In Augustine, writer-director Alice Winocour takes us to the Pitié-Salpêtrière Hospital in 19th-century France, where Dr. Jean-Martin Charcot used hypnosis to induce and study attacks of hysteria in his female patients. Winocour’s take on this true story carries the superficial trappings of a period drama (the costumes, the dimly lit aristocratic mansions), but its perspective is entirely contemporary, offering a damning criticism of the abusive treatment that occurred in the hospital and, in the relationship between Charcot (Vincent Lindon) and his star patient, Augustine (Soko), a nuanced portrayal of power relations.
From the opening scene, Winocour sets a tense, physical tone. Augustine, at this point a kitchen maid for an aristocratic family, begins to feel ill while serving dinner. Her hands start to shake, and as we expect her to drop a plate or spill the wine, she collapses into a brutal seizure, taking the entire tablecloth down with her. Using quick close-ups and precise editing, Winocour viscerally captures the anguished moment, and the attacks become no easier to watch later when, in the hospital, Charcot begins triggering them repeatedly for the sake of science in front of a crowd of his peers. Rather, as the seizures become part of Charcot’s spectacles, complete sometimes with standing ovations, the pain only receives an added dimension of exploitation. Throughout Augustine, Winocour powerfully portrays the sexual politics of the time as a torment of the body as much as of the mind. Charcot sees altruism in his work and at one point explains to a dinner guest that in the 17th century women were burned at the stake for displaying symptoms that he now treats medically. But shortly after, Winocour cuts to Charcot’s wife removing her corset, and a shot of her burning red torso exhaling with relief is all that’s needed to remind us that the history of feminism is filled with men who patted themselves on the back for behaving better than their grandfathers while ignoring the abuses that existed in their own time.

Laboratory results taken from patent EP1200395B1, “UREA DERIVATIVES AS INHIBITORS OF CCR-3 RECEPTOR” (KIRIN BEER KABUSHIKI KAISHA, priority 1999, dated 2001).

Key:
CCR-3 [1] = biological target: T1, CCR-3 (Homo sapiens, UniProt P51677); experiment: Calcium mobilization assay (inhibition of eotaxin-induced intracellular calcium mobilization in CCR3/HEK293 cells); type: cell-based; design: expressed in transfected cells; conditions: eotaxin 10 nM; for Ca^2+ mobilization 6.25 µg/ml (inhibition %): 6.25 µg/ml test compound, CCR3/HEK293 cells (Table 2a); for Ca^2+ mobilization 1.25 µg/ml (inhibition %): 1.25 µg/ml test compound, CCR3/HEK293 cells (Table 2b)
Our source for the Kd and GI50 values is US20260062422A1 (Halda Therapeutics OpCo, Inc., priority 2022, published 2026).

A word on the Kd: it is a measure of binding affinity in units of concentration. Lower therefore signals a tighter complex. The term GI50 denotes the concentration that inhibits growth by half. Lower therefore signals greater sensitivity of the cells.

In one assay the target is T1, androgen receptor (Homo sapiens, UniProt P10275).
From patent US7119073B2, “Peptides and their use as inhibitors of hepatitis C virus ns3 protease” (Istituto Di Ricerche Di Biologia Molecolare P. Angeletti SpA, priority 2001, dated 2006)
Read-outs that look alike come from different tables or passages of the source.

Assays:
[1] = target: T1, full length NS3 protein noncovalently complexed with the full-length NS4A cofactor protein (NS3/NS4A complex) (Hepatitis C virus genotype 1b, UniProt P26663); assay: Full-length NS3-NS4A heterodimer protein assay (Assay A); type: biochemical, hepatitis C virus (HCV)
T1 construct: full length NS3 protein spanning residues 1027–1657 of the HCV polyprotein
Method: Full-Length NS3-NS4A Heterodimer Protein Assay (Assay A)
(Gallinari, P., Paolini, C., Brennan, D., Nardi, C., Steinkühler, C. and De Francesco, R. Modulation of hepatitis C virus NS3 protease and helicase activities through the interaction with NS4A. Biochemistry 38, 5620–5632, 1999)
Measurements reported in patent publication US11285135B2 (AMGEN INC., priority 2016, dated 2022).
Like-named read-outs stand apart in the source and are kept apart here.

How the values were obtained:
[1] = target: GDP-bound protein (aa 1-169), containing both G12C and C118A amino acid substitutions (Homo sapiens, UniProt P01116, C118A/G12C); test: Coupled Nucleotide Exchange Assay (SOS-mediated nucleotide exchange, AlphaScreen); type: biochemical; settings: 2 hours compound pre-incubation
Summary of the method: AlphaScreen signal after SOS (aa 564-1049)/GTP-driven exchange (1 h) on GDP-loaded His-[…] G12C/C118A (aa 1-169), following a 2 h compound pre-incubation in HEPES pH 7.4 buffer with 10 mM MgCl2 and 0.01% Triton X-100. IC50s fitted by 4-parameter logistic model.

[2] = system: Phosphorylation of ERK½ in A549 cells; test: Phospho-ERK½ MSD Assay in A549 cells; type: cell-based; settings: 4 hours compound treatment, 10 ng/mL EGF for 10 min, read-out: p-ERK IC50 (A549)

That’s not to say that Winocour vilifies Charcot completely. She also presents him as a man who privately questions his treatment of Augustine. The heart of the film explores how their doctor-patient relationship turns into an increasingly perilous conflict of equals. For Charcot, Augustine represents a potential breakthrough case that could earn him funding and acknowledgement from the official medical academy. But increasingly she also becomes a source of paternal feeling and sexual attraction. Lindon’s performance finely traces Charcot’s path from authoritative doctor to emotional wreck, though Soko outshines him as she portrays Augustine’s transformation from submissive patient to a confident actor in Charcot’s experiments, one able to fake, and thus derail, a performance at her will.
Their contrasting trajectories, and particularly Augustine’s rise, run the risk of transposing a contemporary feminist vision onto a 19th-century setting, but Winocour never entirely loses sight of the historical period she’s portraying. Even as Augustine realizes Charcot’s self-serving motivations and discovers her power over him, a slight frailty and fear always remains. Because while she can justifiably claim a moral high ground in her power struggle with Charcot and, with time, does attempt to grab control of her own future, it’s also clear that Augustine’s the one who will continue to face true peril regardless, while the only consequences Charcot has to fear are self-pity and professional humiliation.
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